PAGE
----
In the summer of 2017, during Ramazan, I went to meet with Dr Syeda Syedain Hameed, a cousin of Hasan’s who was visiting from India and who had been previously introduced to me a few years earlier on email. I had gone on this occasion to collect my copy of Dr Hameed’s book Gold Dust of the Begum Sultans, an intriguing translation of a novel by Zubeida Sultan, a scion of the illustrious Nawabs of Rampur; she had kindly brought it for me from Delhi. It was there, at the historic 4 K Gulberg home where the founding convention of the Pakistan Peoples Party (PPP) took place, where I finally met the great man himself. It was a brief meeting but I was very much taken in by the cultured, almost aristocratic voice of the latter, and after a ritual exchange of pleasantries he evinced a lot of interest in my own activities in the Progressive Writers Association. I was also humbled by the concern he showed when I told him I was an independent writer looking to write and publish, to which he gently counseled that one should be somehow employed somewhere. After a promise to meet again, we parted.
Here before going onto my second and last meeting with Hasan, I want make a digression, which in fact is related to a book which after reading, made it necessary to meet Dr Hasan a second time. This is a book written by the aforementioned Dr Syeda Hameed, titled Born To Be Hanged – the best political biography of ZAB in recent times. When it first came out in 2017, it was poorly or hardly reviewed here in Pakistan, which was a surprise given that it had been written sympathetically, though not uncritically, by an Indian citizen, and thus could not be accused of being biased. The book, of course, is about ZAB, but that is not the reason I mention it here. The reason is that this book is entirely based on the archives of Dr Mubashir Hasan kept in Lahore, and whose larger-than-life figure runs throughout the book; so I dare say that it is Dr Mubashir Hasan rather than ZAB who is the real hero of the book.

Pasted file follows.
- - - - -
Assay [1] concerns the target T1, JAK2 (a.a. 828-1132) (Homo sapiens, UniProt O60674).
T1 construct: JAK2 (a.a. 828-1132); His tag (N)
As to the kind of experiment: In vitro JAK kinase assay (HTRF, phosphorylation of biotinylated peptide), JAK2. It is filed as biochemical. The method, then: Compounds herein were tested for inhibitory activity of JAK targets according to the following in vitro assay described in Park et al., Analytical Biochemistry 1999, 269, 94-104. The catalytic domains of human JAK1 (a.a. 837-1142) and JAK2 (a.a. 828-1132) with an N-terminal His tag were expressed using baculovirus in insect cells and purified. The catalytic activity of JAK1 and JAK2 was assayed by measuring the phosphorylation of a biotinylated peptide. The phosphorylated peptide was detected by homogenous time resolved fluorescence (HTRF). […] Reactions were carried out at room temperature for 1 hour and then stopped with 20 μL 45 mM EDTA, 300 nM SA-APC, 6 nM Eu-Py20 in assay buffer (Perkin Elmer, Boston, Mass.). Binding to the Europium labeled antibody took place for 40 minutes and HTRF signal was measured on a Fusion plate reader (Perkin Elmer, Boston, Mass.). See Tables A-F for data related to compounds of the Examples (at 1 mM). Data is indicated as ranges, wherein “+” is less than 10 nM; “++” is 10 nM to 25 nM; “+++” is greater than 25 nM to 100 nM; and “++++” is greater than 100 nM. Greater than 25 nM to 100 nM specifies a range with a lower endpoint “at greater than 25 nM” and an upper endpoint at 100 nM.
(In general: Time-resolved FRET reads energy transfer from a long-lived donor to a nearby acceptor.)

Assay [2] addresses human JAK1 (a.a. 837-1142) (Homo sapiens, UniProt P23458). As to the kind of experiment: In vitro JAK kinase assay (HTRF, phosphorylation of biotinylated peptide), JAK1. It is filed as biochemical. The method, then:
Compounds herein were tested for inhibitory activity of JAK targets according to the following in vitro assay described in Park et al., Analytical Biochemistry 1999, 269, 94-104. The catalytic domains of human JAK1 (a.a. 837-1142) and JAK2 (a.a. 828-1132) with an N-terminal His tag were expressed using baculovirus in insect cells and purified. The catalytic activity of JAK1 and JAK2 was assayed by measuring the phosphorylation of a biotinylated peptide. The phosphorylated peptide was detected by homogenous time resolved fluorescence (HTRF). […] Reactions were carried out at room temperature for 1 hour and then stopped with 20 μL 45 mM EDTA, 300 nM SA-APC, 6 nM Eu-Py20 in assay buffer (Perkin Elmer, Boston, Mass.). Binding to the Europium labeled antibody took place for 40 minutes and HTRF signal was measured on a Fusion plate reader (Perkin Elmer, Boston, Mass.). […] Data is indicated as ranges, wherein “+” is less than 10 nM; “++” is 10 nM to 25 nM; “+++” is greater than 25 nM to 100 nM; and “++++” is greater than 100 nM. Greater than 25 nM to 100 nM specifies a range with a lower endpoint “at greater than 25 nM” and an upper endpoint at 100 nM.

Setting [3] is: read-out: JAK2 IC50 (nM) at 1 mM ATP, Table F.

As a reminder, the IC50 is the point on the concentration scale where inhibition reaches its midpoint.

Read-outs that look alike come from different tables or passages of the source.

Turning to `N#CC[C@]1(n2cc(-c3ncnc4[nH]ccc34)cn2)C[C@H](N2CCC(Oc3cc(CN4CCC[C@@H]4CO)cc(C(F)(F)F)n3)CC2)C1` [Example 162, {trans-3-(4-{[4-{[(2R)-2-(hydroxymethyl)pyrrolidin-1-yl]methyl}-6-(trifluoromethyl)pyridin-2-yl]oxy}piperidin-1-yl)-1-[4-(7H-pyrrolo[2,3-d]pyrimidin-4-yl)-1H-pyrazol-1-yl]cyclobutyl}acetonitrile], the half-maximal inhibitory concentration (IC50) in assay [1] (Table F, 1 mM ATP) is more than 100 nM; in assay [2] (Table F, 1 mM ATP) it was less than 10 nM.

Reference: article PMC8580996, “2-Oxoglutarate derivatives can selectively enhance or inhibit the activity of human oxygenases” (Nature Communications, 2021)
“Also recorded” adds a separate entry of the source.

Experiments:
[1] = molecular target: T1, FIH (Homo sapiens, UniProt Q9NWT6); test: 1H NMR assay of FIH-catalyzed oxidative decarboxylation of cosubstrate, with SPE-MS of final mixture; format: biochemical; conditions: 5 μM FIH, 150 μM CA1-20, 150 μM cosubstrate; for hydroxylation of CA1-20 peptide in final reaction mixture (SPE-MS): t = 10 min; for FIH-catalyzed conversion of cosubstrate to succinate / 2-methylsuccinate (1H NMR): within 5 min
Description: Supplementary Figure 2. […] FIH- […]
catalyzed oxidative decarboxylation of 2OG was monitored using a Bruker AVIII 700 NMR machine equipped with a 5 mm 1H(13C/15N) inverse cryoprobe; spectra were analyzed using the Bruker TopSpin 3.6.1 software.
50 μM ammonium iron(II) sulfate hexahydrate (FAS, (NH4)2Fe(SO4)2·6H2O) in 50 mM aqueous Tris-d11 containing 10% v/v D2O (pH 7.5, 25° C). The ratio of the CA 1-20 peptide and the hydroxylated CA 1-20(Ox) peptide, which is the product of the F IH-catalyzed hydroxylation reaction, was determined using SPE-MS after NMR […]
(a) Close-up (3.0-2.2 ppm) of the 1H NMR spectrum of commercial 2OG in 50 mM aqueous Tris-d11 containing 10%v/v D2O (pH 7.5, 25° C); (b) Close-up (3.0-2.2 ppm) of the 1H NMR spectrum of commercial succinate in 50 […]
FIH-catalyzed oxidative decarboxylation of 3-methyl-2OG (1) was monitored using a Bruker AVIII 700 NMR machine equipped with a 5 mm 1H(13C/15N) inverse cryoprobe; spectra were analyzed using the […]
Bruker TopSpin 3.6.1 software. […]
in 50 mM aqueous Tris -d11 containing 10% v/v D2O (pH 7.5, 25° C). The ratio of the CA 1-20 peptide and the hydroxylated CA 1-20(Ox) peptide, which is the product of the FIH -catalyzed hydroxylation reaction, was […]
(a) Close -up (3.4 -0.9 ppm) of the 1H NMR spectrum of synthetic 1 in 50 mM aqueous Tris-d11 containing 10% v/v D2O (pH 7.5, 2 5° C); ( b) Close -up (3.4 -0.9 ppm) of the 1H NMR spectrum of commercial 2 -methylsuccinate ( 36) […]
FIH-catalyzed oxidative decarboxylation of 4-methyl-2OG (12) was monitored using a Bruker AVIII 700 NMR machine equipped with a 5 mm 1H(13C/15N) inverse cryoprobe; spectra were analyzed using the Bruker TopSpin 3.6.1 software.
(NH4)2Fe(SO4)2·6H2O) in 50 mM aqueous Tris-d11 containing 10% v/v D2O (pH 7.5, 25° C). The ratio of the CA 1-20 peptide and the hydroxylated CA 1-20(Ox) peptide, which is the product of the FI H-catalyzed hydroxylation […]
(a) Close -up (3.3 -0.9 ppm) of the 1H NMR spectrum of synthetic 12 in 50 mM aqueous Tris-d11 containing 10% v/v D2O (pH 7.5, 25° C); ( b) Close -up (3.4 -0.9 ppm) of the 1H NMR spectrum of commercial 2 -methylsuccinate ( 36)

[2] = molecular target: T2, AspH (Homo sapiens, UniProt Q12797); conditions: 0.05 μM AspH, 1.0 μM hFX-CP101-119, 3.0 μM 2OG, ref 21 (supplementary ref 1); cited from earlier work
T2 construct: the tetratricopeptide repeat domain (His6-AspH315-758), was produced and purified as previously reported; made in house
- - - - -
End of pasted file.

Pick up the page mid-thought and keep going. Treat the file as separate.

Indeed Dr Hameed has dedicated the book to him. She also mentions Hasan’s aforementioned book The Mirage of Power as one of her primary sources; and the foreword of the book has also been penned by him. The foreword makes use of a most interesting anecdote on the sidelines of the Tashkent Summit following the 1965 Pakistan-India War which buried the career of General Ayub Khan and proved to be the rise of ZAB. Both former allies fell out as a result of this Agreement. So much so that as Dr Hasan reports, when the Indian Prime Minister Lal Bahadur Shastri passed away of a heart attack in Tashkent and the news was relayed to a sleeping ZAB by an orderly as, “Sir, the bastard has died.” ZAB retorted, “Which one?”